Let’s be honest, trauma is a hot issue right now. There are articles and buzzwords and initiatives and modalities about trauma and how best to address it. The explosion of trauma awareness is not a bad thing and is warranted. According to SAMSA, 61% of men and 51% of women in the United States report experiencing at least one traumatic incident in their lifetime.
Frankly, that stat seems low. Experience with trauma is an extremely helpful lens through which to see the people we interact with as professionals. We’re learning more and more about trauma all the time, specifically how the body and brain experience it.
Conversations about ACES, racism-based trauma, or PTSD are more frequent and the topics are better understood. Again, all of this is good. However, it is not so good when the professionals who dedicate their careers to working with people with trauma are not given equal care and consideration for what they experience.
The research on the impact of trauma on providers is not new. It’s been around for decades, but it has not been given the breadth, depth, or resources as research into trauma-effective client care. While I have not conducted a formal research study (yet – it’s coming), informally I am not aware of anyone who helps others with trauma who hasn’t struggled with the impact of trauma exposure themselves at some point in their careers.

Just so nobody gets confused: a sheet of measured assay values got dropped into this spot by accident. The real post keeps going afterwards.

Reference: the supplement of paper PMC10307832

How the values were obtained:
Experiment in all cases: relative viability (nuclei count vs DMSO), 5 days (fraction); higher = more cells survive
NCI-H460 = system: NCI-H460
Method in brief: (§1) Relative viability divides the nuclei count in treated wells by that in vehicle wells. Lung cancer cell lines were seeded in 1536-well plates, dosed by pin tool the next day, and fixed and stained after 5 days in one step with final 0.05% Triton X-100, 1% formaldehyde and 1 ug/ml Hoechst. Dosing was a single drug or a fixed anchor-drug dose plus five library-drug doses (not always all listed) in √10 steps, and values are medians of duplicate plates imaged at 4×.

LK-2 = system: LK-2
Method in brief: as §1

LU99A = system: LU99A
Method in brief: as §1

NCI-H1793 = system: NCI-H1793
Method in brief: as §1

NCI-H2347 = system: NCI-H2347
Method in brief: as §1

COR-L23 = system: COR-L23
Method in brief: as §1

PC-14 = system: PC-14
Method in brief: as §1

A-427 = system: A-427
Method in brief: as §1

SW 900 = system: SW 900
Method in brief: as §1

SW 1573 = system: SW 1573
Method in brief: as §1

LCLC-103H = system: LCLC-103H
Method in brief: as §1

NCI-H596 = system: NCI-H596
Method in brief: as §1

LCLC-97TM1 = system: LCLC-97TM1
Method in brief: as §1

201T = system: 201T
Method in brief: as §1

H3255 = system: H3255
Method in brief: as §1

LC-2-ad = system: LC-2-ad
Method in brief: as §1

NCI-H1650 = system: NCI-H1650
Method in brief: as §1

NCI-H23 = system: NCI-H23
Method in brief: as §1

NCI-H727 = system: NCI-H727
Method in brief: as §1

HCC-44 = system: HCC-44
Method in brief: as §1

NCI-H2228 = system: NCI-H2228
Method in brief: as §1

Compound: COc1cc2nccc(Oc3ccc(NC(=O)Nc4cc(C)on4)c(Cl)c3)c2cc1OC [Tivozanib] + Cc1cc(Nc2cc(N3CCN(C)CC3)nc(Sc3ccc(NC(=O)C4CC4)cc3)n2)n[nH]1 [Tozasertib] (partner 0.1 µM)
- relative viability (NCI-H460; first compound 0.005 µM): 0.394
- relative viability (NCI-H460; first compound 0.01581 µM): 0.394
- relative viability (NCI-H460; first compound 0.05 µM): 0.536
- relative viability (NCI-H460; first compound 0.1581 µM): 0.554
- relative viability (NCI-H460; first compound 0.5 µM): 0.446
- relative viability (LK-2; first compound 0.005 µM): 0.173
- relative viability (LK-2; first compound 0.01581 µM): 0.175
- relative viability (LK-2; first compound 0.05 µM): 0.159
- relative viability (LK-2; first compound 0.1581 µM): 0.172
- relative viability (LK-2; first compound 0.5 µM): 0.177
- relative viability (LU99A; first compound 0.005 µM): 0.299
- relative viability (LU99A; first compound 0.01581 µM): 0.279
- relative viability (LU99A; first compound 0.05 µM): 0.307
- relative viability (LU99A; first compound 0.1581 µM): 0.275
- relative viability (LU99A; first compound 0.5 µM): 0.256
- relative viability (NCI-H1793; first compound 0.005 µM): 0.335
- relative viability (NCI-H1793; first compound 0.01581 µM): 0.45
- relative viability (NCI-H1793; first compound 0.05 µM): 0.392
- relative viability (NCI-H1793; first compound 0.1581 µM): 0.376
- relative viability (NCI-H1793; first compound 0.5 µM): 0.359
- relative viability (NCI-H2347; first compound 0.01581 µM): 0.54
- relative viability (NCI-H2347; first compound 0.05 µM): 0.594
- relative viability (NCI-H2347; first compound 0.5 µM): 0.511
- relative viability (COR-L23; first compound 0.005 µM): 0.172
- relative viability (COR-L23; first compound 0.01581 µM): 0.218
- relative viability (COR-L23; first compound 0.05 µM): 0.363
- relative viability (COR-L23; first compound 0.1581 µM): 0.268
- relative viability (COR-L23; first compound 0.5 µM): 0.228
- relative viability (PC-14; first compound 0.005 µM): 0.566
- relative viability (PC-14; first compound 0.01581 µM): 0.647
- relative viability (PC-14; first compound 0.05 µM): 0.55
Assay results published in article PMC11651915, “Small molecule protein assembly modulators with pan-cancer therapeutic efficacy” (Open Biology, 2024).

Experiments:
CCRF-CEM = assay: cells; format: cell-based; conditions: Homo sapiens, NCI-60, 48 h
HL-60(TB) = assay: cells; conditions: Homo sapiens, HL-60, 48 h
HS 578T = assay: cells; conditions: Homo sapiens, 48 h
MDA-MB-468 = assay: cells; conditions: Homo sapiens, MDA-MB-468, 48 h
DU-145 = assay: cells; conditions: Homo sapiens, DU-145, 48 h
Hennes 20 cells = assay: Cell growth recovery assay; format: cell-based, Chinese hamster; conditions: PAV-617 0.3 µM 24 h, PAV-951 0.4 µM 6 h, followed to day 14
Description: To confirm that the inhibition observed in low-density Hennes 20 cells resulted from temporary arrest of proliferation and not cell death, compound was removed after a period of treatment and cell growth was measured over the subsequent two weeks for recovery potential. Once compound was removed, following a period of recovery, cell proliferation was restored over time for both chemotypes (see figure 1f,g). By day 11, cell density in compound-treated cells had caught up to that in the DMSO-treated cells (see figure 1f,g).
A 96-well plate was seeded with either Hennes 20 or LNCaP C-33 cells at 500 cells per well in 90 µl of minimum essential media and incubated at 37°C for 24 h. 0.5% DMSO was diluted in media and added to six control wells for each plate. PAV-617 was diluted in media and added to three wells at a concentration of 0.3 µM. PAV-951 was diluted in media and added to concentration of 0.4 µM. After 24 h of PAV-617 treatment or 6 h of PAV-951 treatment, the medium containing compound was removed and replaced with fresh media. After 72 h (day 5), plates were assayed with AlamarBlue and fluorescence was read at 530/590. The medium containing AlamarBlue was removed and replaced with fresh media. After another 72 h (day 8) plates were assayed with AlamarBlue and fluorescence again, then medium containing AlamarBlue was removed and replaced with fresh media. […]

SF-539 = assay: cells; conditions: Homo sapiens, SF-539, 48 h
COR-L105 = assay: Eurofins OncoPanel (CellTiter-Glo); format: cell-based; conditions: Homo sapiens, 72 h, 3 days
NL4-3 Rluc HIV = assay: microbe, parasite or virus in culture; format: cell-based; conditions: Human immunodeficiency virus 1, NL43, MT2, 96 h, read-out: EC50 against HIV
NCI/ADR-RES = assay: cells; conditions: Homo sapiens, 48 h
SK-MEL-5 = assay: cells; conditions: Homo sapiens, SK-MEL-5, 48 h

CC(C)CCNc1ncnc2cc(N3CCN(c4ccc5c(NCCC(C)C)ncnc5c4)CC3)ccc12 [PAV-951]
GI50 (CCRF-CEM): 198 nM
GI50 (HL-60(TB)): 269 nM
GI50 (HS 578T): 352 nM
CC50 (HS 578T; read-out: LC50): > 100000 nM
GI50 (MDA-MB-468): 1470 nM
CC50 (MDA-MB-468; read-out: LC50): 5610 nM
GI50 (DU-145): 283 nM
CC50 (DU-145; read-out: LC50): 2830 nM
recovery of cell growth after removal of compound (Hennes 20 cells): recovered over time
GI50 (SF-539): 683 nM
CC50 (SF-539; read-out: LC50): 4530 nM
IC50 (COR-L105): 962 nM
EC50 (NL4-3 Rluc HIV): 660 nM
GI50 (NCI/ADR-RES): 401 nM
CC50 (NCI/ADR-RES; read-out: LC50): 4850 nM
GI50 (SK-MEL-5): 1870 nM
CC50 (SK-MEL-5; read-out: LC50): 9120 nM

When I started looking into the statistics of rates of PTSD or STS in providers, it wasn’t hard to find the numbers. For example, regarding police officers, Psychology Today reported that between 7-19% of officers experience PTSD. However, those statistics are based on self-reporting by police officers.
When you consider the stigma involved in these types of professions with acknowledging any kind of work-related issues or struggles, as well as the high rates of suicide for officers, I have to believe that number is much higher. ER doctors have a PTSD rate that is double that of the general population. Rates of PTSD for child protection workers are notoriously high.
It is important to have data about the impact of trauma work on professionals. Data drives initiatives for change and gives us proof that we aren’t alone, and our experiences are real. However, data alone isn’t going to move the needle.
If it could, there would be far more focus on helping those suffering from Provider Trauma then we see today. No matter the actual percentage, there’s no denying Provider Trauma is an issue that impacts professionals daily, and it’s well past time to give it the attention it deserves.